TT Groundhopping No.3 – Chorley FC (A)


The TT Groundhopping series continues as Luke Hunter talks us through his away day at Chorley FC:


Luke Hunter – @lukehunter8

Chorley FC, where Torquay United comes first*

I’ll address a degree of author-bias from the outset, if I may. Primarily I’m very much a ‘one-club man’ but I do hold some affection for Chorley, much as I do Wigan. It isn’t quite the nearest non-league team to my childhood home (Charnock Richard FC, if you’re interested #uptheservicestationmen) but it is a club that over the years, I’ve looked out for – as we all should with our local teams.

On the occasions myself and Hunter senior are gifted an afternoon at home together without the pleasure of Torquay United or the other mundane pastures of life, we cross the Wigan/Chorley border (the second most militarised in the world) and head to Victory Park. It’s very much a place we enjoy going to and I’m certainly an advocate of the experience. Given that, I’ll resist easy slanders like ‘rabbit hutch’ which may have otherwise slipped into my description had this been Barrow, for example.

In complete contrast to the Premier League’s endless quest to embody Narcissus, Chorley have created a modest environment where football in the traditional sense is alive, welcoming and affordable. It’s a necessary diversification in a region where the game is incredibly saturated with both big traditional town teams and global superclubs, it is not easy for the little guy and arguably less so for their supporters – I say so from the experience of having lived here as a yellow.


Ten years ago, I would never, ever have believed I’d see Torquay compete at Victory Park as equals. In fact, I only ever recall hearing about Chorley locally as the recipient of countless break-ins or from my old P.E teacher who used to play for them. They’ve put themselves on the map for the right reasons and in the right way, and it is great to see.

This was my first experience at Victory Park as an away fan and although the familiarity wasn’t lost on me, I was able to enjoy the day slightly differently. My dad works nearby and at the last minute sourced a hospitality package from a mutual sponsor; food and drink included – happy days. My dad joined, as well as two long-standing Wigan supporting friends from home, who I often share matches with. The package paired us with two other Chorley fans of 50 years.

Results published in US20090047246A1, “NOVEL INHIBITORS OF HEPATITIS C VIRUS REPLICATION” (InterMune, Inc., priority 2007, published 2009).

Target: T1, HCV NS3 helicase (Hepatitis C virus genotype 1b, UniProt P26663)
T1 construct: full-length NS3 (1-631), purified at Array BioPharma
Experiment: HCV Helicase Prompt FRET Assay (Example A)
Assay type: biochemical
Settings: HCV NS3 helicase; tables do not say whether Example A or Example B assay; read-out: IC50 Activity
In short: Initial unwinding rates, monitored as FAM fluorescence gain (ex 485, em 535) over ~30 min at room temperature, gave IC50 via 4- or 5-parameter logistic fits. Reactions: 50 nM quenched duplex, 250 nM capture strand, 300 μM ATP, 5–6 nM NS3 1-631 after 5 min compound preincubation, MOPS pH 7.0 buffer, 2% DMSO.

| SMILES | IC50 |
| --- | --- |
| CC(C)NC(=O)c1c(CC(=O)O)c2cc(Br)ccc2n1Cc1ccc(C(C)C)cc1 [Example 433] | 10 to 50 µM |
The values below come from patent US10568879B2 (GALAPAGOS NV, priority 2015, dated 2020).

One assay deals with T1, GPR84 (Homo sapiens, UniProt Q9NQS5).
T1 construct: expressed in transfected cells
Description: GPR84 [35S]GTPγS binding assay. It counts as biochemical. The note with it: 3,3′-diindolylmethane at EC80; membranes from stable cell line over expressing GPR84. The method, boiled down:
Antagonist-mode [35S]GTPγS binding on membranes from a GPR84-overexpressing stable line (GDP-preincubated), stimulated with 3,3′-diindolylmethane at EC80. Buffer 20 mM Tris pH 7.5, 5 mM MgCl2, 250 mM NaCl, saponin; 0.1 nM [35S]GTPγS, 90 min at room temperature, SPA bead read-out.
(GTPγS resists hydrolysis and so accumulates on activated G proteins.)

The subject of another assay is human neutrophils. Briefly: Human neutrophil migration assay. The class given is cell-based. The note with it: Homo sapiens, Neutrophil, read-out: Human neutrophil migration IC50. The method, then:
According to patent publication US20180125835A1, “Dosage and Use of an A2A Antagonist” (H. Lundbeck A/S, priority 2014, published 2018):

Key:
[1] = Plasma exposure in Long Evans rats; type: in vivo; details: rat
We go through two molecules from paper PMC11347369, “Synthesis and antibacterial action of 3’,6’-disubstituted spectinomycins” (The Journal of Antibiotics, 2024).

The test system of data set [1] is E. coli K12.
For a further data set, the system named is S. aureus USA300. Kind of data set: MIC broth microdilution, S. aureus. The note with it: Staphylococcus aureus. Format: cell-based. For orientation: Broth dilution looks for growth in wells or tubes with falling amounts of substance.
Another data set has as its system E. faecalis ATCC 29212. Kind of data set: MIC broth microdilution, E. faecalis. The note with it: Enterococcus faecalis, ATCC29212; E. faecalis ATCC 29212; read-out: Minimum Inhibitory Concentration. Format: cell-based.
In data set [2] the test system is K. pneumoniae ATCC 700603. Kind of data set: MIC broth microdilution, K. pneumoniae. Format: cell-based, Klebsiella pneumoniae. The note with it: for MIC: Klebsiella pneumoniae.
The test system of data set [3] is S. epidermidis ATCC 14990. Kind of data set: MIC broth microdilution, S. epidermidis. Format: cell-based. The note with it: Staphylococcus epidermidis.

After a warm-up pint in our local, we made the short drive along Preston road and arrived at the 1883 (the year club switched from Rugby to Football) lounge, a really intimate venue that hosted a range of groups. Torquay were represented by ourselves, a group from the Wirral and a gentleman from Blackburn: Torquay fans do get around. I was similarly fortunate to end up with a hospitality experience at Sheffield Wednesday in October and I’d argue that Chorley far exceeded it. Dietary requests were matched trouble-free, pints were aplenty and the compare drove a fantastic atmosphere, particular when he found out where we had travelled from. Thirty minutes before the game, Chorley manager Jamie Vermiglio delivered a short and humble preview to the crowd. He was understandably delighted at the news of Reid’s absense, which had just broke, but was under no elusion as to the gulf between the the two clubs and their infrastructure, plus seemingly what a challenge today would be – how wrong he was.

As the National League North play-off trophy circulated the clubhouse, it served as a reminder to me that this was a match of two newly promoted sides, which given our relative backgrounds, is in itself easy to forget. Stepping out pitch-side, Chorley’s humble beginnings are inescapable. Victory Park has barely changed over the years with shed-like stands at either end, a grandstand similar to Plainmoor’s past on the dugout and an open plan with a small seated platform opposite. The footprint is hugged by a nursery to one side and terrace houses to the other. The spectre of the Morrisons Chimney – a poignant landmark of the town over the years – shines down like the light at the end of Gatsby’s dock.